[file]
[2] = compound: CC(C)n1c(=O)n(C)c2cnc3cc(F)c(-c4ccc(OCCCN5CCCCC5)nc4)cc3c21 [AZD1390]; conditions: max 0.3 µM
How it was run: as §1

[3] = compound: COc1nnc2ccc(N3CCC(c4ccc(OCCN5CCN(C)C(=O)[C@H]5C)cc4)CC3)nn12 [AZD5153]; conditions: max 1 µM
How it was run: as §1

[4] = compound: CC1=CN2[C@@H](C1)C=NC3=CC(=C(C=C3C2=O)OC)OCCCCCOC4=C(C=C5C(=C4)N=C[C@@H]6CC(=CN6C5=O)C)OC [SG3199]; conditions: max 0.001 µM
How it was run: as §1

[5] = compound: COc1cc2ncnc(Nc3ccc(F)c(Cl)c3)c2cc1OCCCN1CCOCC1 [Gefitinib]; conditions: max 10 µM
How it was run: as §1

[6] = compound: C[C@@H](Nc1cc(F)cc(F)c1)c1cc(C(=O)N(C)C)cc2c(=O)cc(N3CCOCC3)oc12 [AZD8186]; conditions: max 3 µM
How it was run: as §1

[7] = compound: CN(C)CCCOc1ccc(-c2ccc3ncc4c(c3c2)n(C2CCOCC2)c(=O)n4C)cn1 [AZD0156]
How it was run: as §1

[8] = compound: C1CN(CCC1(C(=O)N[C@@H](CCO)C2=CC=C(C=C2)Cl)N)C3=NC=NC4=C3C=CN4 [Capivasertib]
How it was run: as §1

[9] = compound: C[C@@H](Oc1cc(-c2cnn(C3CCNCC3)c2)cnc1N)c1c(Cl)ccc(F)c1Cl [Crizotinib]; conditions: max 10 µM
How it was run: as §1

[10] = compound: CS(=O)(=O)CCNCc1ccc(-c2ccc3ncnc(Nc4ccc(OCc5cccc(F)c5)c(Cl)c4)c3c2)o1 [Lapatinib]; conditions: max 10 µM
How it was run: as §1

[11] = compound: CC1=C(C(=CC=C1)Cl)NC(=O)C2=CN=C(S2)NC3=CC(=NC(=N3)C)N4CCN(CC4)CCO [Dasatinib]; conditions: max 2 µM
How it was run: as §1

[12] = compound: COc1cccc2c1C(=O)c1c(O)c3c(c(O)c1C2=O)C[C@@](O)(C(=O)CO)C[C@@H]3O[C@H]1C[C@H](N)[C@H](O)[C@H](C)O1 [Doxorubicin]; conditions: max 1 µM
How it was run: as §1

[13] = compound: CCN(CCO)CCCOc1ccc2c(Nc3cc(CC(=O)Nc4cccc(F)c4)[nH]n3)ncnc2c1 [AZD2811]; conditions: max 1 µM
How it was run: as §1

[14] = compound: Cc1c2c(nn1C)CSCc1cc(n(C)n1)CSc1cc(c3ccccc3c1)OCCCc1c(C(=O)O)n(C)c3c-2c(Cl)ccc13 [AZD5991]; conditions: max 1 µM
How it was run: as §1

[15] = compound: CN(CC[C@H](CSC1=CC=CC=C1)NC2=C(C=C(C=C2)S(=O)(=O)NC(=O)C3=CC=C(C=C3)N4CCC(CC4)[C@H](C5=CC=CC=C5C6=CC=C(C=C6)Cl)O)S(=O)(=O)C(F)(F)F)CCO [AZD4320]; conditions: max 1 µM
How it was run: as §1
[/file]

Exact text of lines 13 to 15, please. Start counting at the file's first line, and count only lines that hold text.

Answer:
[8] = compound: C1CN(CCC1(C(=O)N[C@@H](CCO)C2=CC=C(C=C2)Cl)N)C3=NC=NC4=C3C=CN4 [Capivasertib]
How it was run: as §1

[9] = compound: C[C@@H](Oc1cc(-c2cnn(C3CCNCC3)c2)cnc1N)c1c(Cl)ccc(F)c1Cl [Crizotinib]; conditions: max 10 µM